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Re: Patent: 400 f/4, 300 f/4, 200 f/5.6
« Reply #49 on: February 05, 2012, 07:38:23 AM »
Nice patents, but I prefer to see not so expensive and large 200 2.8 IS and 400 5.6 IS  ;)

kubelik

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Re: Patent: 400 f/4, 300 f/4, 200 f/5.6
« Reply #50 on: February 05, 2012, 01:17:00 PM »
Keithr and jrista, just curious, are you guys not bothered by the donut bokeh?  I've never shot with a DO lens and don't do enouggh birding to know how critical that is, so I'm interested in your take on that.

AdamJ

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Re: Patent: 400 f/4, 300 f/4, 200 f/5.6
« Reply #51 on: February 05, 2012, 02:12:55 PM »
No one will be able to use the 200mm f/5.6 with a 1.4x extender on a Canon 1DX!!!      >:(
Of course not - with an image height of 21mm, the image would not cover a full frame sensor. :)

Just so that we're clear on this, the image height is the radius of the image circle. These patents apply to FF lenses.

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Re: Patent: 400 f/4, 300 f/4, 200 f/5.6
« Reply #51 on: February 05, 2012, 02:12:55 PM »

KeithR

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Re: Patent: 400 f/4, 300 f/4, 200 f/5.6
« Reply #52 on: February 05, 2012, 02:43:59 PM »
Keithr and jrista, just curious, are you guys not bothered by the donut bokeh?  I've never shot with a DO lens and don't do enough birding to know how critical that is, so I'm interested in your take on that.

I've never actually seen bad bokeh from a 400mm DO used in a birding context - this isn't a mirror lens (donut bokeh from which can be a serious issue), and what I've seen corresponds well to the comments in this review:
 
Quote
The "bokeh", or characteristics of the out-of-focus portion of an image, is considered by many (me included) to be of great importance in defining the "signature" or characteristics of a lens. In the frame above, where I was focused on the foreground vegetation and the line of cranes was allowed to go soft, they have a very lovely soft-edged quality. Good bokeh, as the Japanese would call it.



« Last Edit: February 06, 2012, 03:38:31 AM by KeithR »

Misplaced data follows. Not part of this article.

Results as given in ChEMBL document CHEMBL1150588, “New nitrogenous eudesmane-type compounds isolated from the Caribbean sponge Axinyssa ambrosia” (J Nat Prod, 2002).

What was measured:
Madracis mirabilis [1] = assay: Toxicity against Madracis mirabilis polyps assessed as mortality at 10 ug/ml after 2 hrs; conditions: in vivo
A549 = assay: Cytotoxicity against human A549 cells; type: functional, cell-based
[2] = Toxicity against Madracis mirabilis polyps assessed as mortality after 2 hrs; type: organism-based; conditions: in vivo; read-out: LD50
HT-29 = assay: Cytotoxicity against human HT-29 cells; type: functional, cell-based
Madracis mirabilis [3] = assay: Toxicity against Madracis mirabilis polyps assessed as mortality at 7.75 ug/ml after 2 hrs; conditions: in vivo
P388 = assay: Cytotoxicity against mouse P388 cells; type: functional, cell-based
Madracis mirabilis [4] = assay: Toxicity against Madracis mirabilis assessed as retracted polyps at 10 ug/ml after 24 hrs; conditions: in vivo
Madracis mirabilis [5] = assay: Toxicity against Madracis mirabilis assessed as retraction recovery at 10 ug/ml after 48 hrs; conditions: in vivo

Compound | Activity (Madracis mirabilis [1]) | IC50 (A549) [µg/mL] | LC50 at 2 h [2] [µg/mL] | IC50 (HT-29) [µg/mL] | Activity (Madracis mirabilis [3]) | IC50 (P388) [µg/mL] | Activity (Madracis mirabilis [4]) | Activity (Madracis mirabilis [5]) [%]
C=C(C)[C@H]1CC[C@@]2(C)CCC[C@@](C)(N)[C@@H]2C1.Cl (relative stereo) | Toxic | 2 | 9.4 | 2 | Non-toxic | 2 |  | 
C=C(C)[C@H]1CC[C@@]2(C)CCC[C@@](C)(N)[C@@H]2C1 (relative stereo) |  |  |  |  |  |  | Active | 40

jrista

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Re: Patent: 400 f/4, 300 f/4, 200 f/5.6
« Reply #53 on: February 05, 2012, 03:10:40 PM »
Keithr and jrista, just curious, are you guys not bothered by the donut bokeh?  I've never shot with a DO lens and don't do enouggh birding to know how critical that is, so I'm interested in your take on that.


I don't believe the 400 DO has "donut bokeh". Thats usually something you get with catadioptric lenses, and is caused by secondary mirror obstruction. The 400 DO is NOT a catadioptric lens, its a standard type lens with a couple specially ground glass elements in the front element group....very different things. From what I've seen, the bokeh of the 400/4 DO is better than the 100-400 @ 400. Sharpness is also better, from what I've been able to tell by digging around the net for comparison shots. People complain about contrast, but it must be an incredibly minor effect, as I've never been able to notice any difference in contrast myself. A good writeup about the lens with some sample shots comparing the 400 DO with the 300/2.8 can be found at Luminous Landscape: http://www.luminous-landscape.com/reviews/lenses/400-do.shtml.

I think there is a whole subculture mythology that has sprung up around the 400 DO, and its given this lens a really bad name based on a bunch of assumption and unfounded speculation. The diffraction grating will take a toll on resolution...but it is a MINUSCULE toll...not something that is going to matter unless you are enlarging your shots 3 fold or more, and even then, thats really pushing it for ANY lens. That assumes your camera is capable of capturing all the resolution the lens has to offer in the first place...if its not, any complaints about the 400 DO not offering as much resolution as a non-DO counterpart are pointless on their face. For everything else, from all the real-world reviews from actual photographers (photographers, not reviewers), the IQ seems to be SUPERB. Its really sad that people think its such a terrible lens...IMO, its a genius lens, offering pretty awesome optics and a wide aperture in an amazingly handy, useful size that won't tire you out through a day of tracking birds or wildlife as much as a normal 400/4 lens would.
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Re: Patent: 400 f/4, 300 f/4, 200 f/5.6
« Reply #53 on: February 05, 2012, 03:10:40 PM »